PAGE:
A casino is a place where people gamble by playing games of chance and skill. It is also an entertainment venue with a variety of attractions and amenities that appeal to the broadest range of patrons. A casino is a business, and like any other commercial enterprise it seeks to maximize its profits and minimize its expenses. It does this by imposing built in mathematical advantages on its customers (known as the house edge).

Casinos may be lavish affairs, with lighted fountains, musical shows, shopping centers and luxurious accommodations. However, the bulk of their revenue – billions of dollars each year – comes from gambling. Slot machines, blackjack, roulette, craps and baccarat are the primary sources of profit for casinos. These games generally offer some degree of skill, but the vast majority of a player’s money is lost to the house.

Gambling likely predates recorded history, with primitive protodice and carved six-sided dice found at some of the world’s oldest archaeological sites [Source: Schwartz]. The modern casino evolved in the 16th century during a gambling craze that saw European aristocrats gather in private gaming rooms called ridotti to indulge their passion for risk.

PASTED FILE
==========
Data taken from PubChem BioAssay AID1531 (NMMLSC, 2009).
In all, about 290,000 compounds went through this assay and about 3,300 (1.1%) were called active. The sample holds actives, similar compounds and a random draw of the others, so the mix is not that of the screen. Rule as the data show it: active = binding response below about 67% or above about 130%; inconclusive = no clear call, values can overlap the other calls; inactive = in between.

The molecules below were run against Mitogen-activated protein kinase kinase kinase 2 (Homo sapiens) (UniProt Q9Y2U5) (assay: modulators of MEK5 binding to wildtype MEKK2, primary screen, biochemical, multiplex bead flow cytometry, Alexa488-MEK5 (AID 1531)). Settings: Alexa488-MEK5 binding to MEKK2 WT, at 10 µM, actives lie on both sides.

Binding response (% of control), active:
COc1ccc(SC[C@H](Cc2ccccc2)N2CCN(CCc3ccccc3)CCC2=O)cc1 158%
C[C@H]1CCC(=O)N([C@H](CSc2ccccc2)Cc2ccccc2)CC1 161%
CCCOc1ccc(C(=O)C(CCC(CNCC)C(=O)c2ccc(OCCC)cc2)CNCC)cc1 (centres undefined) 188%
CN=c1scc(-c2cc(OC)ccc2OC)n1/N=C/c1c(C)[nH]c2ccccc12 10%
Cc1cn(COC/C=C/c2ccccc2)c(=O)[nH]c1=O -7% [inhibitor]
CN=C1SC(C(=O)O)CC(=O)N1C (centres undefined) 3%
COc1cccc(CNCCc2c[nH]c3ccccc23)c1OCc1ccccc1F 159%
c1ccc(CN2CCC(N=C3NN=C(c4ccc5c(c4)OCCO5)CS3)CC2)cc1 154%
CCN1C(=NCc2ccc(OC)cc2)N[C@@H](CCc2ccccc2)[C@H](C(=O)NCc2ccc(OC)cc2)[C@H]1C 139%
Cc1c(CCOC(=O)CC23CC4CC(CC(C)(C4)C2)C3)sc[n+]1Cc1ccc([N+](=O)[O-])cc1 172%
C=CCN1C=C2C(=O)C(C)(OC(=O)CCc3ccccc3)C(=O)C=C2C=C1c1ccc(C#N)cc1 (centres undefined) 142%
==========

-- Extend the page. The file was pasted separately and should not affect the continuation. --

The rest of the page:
With so much money changing hands, casinos must be vigilant to prevent cheating and stealing by either patrons or staff. They achieve this by implementing strict security measures including cameras that monitor every table, window and doorway. In addition, the patterns and routines of a game make it easier for security to spot any deviations from protocol.